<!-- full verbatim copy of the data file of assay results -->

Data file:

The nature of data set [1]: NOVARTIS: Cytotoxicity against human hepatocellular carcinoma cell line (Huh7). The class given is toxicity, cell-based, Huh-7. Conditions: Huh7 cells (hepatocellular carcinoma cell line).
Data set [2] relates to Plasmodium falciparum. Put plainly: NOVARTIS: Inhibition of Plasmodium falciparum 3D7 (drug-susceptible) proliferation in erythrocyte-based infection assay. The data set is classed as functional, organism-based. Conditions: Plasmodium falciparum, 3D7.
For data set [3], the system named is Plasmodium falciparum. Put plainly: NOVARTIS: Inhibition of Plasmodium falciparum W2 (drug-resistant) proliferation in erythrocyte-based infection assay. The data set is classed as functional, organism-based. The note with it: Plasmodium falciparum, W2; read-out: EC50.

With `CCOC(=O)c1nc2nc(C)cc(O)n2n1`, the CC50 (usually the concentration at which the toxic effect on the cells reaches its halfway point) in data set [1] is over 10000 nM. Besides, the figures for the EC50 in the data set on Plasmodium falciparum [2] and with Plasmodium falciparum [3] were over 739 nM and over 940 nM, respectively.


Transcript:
The nature of data set [1]: NOVARTIS: Cytotoxicity against human hepatocellular carcinoma cell line (Huh7). The class given is toxicity, cell-based, Huh-7. Conditions: Huh7 cells (hepatocellular carcinoma cell line).
Data set [2] relates to Plasmodium falciparum. Put plainly: NOVARTIS: Inhibition of Plasmodium falciparum 3D7 (drug-susceptible) proliferation in erythrocyte-based infection assay. The data set is classed as functional, organism-based. Conditions: Plasmodium falciparum, 3D7.
For data set [3], the system named is Plasmodium falciparum. Put plainly: NOVARTIS: Inhibition of Plasmodium falciparum W2 (drug-resistant) proliferation in erythrocyte-based infection assay. The data set is classed as functional, organism-based. The note with it: Plasmodium falciparum, W2; read-out: EC50.

With `CCOC(=O)c1nc2nc(C)cc(O)n2n1`, the CC50 (usually the concentration at which the toxic effect on the cells reaches its halfway point) in data set [1] is over 10000 nM. Besides, the figures for the EC50 in the data set on Plasmodium falciparum [2] and with Plasmodium falciparum [3] were over 739 nM and over 940 nM, respectively.